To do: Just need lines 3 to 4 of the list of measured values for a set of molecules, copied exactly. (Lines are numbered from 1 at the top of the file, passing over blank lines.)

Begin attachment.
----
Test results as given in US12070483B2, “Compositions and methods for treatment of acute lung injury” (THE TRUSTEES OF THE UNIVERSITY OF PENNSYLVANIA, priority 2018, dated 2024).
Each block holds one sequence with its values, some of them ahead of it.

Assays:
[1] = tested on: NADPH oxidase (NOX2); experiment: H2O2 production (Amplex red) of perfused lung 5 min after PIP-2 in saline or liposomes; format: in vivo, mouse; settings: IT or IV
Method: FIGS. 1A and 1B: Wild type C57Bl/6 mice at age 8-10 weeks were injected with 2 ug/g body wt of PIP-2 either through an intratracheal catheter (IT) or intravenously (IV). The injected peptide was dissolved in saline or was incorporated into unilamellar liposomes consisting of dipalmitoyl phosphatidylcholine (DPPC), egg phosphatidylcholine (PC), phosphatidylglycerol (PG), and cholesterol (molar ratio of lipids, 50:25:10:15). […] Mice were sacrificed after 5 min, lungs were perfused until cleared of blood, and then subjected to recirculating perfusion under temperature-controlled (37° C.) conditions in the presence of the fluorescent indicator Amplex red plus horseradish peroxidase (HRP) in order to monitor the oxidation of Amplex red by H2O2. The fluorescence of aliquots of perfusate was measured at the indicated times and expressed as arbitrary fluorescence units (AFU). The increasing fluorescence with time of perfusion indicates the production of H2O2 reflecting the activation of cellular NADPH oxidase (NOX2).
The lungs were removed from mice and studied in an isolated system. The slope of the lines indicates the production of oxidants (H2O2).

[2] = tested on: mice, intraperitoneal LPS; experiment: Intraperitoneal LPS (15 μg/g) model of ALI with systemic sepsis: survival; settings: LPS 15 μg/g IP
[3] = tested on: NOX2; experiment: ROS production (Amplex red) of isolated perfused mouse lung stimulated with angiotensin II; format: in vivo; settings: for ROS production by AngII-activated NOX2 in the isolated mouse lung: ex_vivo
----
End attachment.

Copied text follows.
Assays:
[1] = tested on: NADPH oxidase (NOX2); experiment: H2O2 production (Amplex red) of perfused lung 5 min after PIP-2 in saline or liposomes; format: in vivo, mouse; settings: IT or IV